Author Topic: Roberts straight line linkage  (Read 951 times)

Offline SwarfnStuff

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Roberts straight line linkage
« on: December 08, 2016, 01:39:30 AM »
Hi All,
  Stumbled across this on YouTube and, thinking it rather unusual and a possible future project (maybe) I wondered if anyone has seen or made one. https://www.youtube.com/watch?v=x3nB2itmFlo
Fascinating, but I don't seem able to find plans either. Not that that means much, searching for specific plans is somewhat problematic for me and the original poster does not refer to there being any.
Worth a look at the link anyway and I would appreciate your views.
John B
Converting good metal into swarf sometimes ending up with something useful. ;-)

Offline Ironhorse57

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Re: Roberts straight line linkage
« Reply #1 on: December 08, 2016, 01:55:30 PM »
I haven't seen this set up before - looks interesting but I don't see any advantage in using it over a conventional crosshead & guide

Dave

Offline chipenter

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Jeff

Offline John Stevenson

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Re: Roberts straight line linkage
« Reply #3 on: December 08, 2016, 05:12:32 PM »
Actually got for more moving parts and links to wear out plus not as much bearing surface as a crosshead, so even more wear .
John Stevenson

Offline SwarfnStuff

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Re: Roberts straight line linkage
« Reply #4 on: December 09, 2016, 12:38:21 AM »
Thank you for your responses. All appreciated.
  Dave, possibly no advantage whatsoever. Just as I said fascinating, and, as a model could be interesting.
  Jeff, thank you for the link. It contained useful info and well worth the read.
   John S, I agree, but still fascinating.
  Perhaps it's my curiously twisted brain but quirky = interesting and, let's face it if I ever build it into an engine model it is just for that reason, interest. As for wear, models typically run for minutes at a time and therefore unlikely to wear out in my remaining years.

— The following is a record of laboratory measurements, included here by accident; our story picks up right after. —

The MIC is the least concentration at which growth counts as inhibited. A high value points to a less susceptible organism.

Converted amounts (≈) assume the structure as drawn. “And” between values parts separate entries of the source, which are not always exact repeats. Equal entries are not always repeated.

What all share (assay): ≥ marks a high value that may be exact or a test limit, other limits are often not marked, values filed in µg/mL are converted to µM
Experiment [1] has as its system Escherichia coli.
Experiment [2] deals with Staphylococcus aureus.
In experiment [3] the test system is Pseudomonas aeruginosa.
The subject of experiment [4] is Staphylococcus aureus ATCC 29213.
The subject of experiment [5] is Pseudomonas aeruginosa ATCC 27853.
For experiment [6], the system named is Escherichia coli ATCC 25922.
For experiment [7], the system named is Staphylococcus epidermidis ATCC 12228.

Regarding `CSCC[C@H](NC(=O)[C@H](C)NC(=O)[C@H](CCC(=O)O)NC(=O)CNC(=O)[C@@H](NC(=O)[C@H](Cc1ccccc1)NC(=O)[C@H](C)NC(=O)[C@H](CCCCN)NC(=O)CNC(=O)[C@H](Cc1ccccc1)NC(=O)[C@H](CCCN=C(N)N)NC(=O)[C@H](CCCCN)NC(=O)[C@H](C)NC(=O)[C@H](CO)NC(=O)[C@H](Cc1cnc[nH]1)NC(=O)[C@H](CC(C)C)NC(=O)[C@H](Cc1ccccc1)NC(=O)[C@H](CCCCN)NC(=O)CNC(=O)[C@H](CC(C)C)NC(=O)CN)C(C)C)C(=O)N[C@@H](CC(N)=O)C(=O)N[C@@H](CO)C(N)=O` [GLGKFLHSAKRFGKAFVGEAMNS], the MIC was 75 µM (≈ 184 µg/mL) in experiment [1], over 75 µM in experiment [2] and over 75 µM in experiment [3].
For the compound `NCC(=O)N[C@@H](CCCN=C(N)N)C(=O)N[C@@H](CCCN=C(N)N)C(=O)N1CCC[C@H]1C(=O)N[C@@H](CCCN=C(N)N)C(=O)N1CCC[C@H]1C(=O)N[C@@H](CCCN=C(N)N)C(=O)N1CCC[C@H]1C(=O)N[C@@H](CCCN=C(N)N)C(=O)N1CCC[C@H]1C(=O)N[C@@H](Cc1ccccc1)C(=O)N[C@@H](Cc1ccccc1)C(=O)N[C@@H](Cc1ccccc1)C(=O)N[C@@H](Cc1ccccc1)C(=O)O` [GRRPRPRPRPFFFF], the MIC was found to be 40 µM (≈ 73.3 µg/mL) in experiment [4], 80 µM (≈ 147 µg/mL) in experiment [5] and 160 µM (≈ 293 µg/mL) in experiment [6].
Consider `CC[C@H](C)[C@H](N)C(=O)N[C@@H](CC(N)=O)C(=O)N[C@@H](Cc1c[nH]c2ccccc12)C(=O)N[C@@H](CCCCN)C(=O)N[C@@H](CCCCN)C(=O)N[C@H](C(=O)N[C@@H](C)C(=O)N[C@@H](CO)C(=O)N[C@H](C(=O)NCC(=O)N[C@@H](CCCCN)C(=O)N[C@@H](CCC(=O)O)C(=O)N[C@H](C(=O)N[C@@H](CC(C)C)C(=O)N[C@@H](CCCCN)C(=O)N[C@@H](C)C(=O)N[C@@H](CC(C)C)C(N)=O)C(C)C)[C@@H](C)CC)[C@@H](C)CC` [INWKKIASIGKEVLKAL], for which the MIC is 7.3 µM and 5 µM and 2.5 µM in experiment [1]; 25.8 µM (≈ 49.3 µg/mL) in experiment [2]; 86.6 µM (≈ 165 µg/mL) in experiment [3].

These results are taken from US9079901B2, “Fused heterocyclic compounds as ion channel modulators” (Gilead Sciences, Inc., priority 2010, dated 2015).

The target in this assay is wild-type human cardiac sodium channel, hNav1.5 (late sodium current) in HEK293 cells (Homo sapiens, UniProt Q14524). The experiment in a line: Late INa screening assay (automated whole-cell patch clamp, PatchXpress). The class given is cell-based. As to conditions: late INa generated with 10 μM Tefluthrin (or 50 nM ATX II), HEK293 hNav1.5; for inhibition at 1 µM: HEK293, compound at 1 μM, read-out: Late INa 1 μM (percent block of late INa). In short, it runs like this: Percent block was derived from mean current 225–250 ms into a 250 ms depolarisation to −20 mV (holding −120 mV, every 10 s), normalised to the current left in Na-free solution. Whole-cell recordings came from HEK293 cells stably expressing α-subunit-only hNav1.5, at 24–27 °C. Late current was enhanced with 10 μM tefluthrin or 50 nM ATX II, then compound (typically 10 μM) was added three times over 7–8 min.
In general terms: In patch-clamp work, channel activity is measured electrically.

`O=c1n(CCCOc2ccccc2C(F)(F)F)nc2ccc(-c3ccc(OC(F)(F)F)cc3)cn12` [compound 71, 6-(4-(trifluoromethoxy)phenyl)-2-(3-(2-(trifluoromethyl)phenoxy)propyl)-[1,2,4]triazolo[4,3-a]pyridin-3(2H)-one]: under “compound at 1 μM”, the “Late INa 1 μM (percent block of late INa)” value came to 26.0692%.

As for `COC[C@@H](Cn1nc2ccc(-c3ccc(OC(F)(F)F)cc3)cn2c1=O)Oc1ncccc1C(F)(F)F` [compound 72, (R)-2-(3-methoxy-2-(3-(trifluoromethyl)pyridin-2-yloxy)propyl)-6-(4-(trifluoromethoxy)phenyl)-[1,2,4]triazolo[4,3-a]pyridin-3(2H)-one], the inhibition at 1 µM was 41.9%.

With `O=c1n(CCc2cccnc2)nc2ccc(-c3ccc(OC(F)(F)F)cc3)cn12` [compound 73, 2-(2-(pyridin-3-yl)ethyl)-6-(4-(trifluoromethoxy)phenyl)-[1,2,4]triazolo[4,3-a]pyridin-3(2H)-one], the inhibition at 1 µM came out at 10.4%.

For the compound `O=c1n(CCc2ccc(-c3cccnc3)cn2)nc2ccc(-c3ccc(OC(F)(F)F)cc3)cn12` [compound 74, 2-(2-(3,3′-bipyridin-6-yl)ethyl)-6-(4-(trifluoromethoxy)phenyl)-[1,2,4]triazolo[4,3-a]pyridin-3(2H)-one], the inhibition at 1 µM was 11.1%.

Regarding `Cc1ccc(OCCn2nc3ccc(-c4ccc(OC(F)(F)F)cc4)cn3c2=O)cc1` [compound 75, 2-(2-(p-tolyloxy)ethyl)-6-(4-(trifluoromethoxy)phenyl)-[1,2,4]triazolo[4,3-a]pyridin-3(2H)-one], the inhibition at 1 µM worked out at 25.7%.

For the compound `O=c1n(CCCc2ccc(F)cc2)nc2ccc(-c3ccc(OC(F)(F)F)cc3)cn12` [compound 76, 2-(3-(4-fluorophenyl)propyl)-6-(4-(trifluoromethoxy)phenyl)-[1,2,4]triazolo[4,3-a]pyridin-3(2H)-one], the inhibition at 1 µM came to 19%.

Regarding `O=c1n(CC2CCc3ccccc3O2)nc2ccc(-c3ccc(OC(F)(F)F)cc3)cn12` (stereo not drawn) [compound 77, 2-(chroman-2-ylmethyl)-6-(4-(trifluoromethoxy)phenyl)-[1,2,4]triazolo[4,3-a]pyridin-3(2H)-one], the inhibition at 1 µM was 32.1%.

I assume many of these linkages were invented to circumvent patents on existing crosshead or parallel linkage designs. Or, perhaps were the precursor.
   Anyway, following Jeff's web link. Since Robertson lived (1789 - 1864). His design seems to be somewhere between his birth and 1852 when his firm collapsed.
       My Guess, from the dates in Wikepedia somewhere between Watts' Linkage 1784, and Chebyshev's 1878
    All interesting but not essential to messing about in the shed.
Thanks again.
John B
Converting good metal into swarf sometimes ending up with something useful. ;-)

Offline S. Heslop

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Re: Roberts straight line linkage
« Reply #5 on: February 23, 2017, 08:02:14 PM »
I think the advantage would be that rotary joints are much easier to make accurately than linear slides. I imagine crossheads and guides would've taken some effort and machinery to make in the days before flat bar stock, where as for this you can just cast the beams and only worry about the ends.

Offline SwarfnStuff

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Re: Roberts straight line linkage
« Reply #6 on: February 25, 2017, 12:02:59 AM »
It just so happens that one of the chaps in my local model engineering club is actually building one of these.
   All my fault for sending him the info.  :lol: 
So far he is happy with his progress, so here's waiting.

   Hopefully I will be able to get some pics or even better video to post in due course.
   
John B
Converting good metal into swarf sometimes ending up with something useful. ;-)